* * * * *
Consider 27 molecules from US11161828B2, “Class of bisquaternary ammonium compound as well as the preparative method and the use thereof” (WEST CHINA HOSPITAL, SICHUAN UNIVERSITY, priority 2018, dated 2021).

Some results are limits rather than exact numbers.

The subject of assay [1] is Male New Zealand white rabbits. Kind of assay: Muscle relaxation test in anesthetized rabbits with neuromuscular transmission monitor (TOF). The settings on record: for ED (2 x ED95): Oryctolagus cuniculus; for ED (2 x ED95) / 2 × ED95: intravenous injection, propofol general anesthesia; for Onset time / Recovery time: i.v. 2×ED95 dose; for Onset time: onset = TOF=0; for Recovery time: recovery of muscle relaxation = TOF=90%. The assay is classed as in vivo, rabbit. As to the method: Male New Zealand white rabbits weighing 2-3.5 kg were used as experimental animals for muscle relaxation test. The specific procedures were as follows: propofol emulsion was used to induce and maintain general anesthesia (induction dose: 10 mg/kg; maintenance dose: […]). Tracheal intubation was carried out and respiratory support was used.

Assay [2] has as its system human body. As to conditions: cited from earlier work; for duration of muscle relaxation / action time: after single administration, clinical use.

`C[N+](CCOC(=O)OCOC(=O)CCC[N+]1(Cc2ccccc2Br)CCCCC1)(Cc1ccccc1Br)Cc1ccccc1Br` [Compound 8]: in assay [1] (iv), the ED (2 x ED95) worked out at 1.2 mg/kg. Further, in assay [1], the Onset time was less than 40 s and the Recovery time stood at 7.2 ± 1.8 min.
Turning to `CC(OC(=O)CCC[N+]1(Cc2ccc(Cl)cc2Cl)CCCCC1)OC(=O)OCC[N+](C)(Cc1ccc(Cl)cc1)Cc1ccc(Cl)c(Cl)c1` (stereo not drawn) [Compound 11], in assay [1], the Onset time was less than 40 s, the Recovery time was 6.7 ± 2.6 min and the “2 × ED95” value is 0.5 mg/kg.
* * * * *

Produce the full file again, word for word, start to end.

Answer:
Consider 27 molecules from US11161828B2, “Class of bisquaternary ammonium compound as well as the preparative method and the use thereof” (WEST CHINA HOSPITAL, SICHUAN UNIVERSITY, priority 2018, dated 2021).

Some results are limits rather than exact numbers.

The subject of assay [1] is Male New Zealand white rabbits. Kind of assay: Muscle relaxation test in anesthetized rabbits with neuromuscular transmission monitor (TOF). The settings on record: for ED (2 x ED95): Oryctolagus cuniculus; for ED (2 x ED95) / 2 × ED95: intravenous injection, propofol general anesthesia; for Onset time / Recovery time: i.v. 2×ED95 dose; for Onset time: onset = TOF=0; for Recovery time: recovery of muscle relaxation = TOF=90%. The assay is classed as in vivo, rabbit. As to the method: Male New Zealand white rabbits weighing 2-3.5 kg were used as experimental animals for muscle relaxation test. The specific procedures were as follows: propofol emulsion was used to induce and maintain general anesthesia (induction dose: 10 mg/kg; maintenance dose: […]). Tracheal intubation was carried out and respiratory support was used.

Assay [2] has as its system human body. As to conditions: cited from earlier work; for duration of muscle relaxation / action time: after single administration, clinical use.

`C[N+](CCOC(=O)OCOC(=O)CCC[N+]1(Cc2ccccc2Br)CCCCC1)(Cc1ccccc1Br)Cc1ccccc1Br` [Compound 8]: in assay [1] (iv), the ED (2 x ED95) worked out at 1.2 mg/kg. Further, in assay [1], the Onset time was less than 40 s and the Recovery time stood at 7.2 ± 1.8 min.
Turning to `CC(OC(=O)CCC[N+]1(Cc2ccc(Cl)cc2Cl)CCCCC1)OC(=O)OCC[N+](C)(Cc1ccc(Cl)cc1)Cc1ccc(Cl)c(Cl)c1` (stereo not drawn) [Compound 11], in assay [1], the Onset time was less than 40 s, the Recovery time was 6.7 ± 2.6 min and the “2 × ED95” value is 0.5 mg/kg.